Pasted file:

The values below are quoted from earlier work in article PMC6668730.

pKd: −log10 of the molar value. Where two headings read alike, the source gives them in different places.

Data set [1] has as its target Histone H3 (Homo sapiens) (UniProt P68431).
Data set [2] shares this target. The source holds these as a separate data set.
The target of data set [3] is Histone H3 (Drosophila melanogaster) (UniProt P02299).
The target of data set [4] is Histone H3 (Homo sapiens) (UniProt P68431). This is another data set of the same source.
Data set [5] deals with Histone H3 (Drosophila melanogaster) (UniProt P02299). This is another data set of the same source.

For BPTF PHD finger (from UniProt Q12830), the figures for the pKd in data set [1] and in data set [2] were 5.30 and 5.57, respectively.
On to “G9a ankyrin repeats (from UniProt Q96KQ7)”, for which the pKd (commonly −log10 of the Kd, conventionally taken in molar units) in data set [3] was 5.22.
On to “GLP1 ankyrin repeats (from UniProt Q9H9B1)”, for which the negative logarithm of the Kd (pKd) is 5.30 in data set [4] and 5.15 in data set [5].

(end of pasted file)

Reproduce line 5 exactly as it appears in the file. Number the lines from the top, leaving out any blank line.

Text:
The target of data set [3] is Histone H3 (Drosophila melanogaster) (UniProt P02299).